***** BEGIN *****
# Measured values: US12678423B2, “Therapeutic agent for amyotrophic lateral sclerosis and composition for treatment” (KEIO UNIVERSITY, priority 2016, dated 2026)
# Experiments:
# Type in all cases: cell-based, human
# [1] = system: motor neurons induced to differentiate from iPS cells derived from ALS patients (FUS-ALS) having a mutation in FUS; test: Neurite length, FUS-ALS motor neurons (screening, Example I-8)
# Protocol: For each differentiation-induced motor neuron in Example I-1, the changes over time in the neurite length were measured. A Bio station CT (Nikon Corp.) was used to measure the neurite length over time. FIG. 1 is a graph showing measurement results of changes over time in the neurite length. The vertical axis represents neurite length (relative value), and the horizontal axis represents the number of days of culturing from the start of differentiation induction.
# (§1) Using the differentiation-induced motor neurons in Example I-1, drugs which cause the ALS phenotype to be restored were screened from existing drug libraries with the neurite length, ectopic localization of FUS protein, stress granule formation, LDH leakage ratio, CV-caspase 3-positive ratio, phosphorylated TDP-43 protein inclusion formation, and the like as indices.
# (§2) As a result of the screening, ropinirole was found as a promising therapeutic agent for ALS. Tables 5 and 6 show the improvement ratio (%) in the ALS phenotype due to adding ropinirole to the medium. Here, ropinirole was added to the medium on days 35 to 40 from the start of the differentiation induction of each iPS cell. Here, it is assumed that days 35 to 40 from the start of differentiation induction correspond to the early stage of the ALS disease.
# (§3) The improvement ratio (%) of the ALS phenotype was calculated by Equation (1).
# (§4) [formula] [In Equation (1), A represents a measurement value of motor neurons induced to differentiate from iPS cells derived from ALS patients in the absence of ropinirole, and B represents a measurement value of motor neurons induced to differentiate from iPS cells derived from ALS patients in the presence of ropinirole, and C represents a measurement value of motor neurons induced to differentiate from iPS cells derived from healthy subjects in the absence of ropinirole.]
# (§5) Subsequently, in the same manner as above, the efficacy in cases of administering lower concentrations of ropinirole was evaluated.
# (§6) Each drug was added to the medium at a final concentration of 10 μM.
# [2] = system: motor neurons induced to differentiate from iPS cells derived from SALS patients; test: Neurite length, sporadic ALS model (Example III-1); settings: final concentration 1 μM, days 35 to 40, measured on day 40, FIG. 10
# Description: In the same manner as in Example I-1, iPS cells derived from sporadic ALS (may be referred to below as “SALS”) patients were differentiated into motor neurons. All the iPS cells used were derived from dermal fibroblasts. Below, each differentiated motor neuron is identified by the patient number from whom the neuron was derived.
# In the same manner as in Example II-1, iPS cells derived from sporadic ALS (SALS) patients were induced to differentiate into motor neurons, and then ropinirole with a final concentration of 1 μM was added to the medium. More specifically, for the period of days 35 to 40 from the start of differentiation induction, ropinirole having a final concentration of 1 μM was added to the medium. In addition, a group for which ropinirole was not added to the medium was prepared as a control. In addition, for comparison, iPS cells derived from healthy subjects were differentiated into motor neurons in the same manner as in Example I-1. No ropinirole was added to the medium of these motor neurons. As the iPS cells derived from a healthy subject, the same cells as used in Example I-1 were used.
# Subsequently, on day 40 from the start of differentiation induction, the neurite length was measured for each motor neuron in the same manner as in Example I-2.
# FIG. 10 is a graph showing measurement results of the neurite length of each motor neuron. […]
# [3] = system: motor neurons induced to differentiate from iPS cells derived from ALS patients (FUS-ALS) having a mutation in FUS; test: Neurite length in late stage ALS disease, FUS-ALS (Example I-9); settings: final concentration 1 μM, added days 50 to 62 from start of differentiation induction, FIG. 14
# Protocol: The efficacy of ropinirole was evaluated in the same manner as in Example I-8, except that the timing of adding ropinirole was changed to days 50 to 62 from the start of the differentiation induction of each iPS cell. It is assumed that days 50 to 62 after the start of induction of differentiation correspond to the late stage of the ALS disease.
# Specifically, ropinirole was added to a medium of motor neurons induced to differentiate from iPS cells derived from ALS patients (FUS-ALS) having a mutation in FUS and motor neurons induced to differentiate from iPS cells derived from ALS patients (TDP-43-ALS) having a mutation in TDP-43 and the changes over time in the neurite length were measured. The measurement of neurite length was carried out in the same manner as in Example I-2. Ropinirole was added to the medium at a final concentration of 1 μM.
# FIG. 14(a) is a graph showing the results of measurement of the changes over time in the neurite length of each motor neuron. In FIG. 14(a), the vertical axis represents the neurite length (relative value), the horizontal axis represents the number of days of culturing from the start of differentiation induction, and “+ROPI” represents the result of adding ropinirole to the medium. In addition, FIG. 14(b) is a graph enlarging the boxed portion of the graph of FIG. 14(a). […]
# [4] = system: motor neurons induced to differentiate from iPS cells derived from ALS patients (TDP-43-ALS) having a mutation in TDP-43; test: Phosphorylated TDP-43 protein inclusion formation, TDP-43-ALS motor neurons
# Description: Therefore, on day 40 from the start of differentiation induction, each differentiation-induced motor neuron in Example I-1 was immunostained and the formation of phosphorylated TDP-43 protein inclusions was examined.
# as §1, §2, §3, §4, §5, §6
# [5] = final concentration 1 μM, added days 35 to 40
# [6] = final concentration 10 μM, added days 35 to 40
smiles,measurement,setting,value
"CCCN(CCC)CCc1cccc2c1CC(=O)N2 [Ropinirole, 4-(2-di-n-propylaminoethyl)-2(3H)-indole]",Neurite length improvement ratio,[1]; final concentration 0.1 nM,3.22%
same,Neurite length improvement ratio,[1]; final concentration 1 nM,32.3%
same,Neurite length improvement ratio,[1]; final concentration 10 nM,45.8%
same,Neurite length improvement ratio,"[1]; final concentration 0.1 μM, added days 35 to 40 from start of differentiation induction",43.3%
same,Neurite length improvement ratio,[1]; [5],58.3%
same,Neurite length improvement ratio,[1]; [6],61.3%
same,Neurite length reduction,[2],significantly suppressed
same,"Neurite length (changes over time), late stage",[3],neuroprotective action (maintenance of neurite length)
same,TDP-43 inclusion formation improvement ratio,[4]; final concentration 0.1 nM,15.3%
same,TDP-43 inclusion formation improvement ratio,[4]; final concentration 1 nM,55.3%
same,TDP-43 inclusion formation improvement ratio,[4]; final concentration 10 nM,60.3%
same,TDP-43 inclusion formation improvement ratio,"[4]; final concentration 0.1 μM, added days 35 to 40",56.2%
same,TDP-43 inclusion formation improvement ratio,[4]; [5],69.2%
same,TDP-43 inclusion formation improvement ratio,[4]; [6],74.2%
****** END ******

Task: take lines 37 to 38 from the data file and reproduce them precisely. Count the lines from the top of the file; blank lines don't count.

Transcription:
same,TDP-43 inclusion formation improvement ratio,[4]; final concentration 10 nM,60.3%
same,TDP-43 inclusion formation improvement ratio,"[4]; final concentration 0.1 μM, added days 35 to 40",56.2%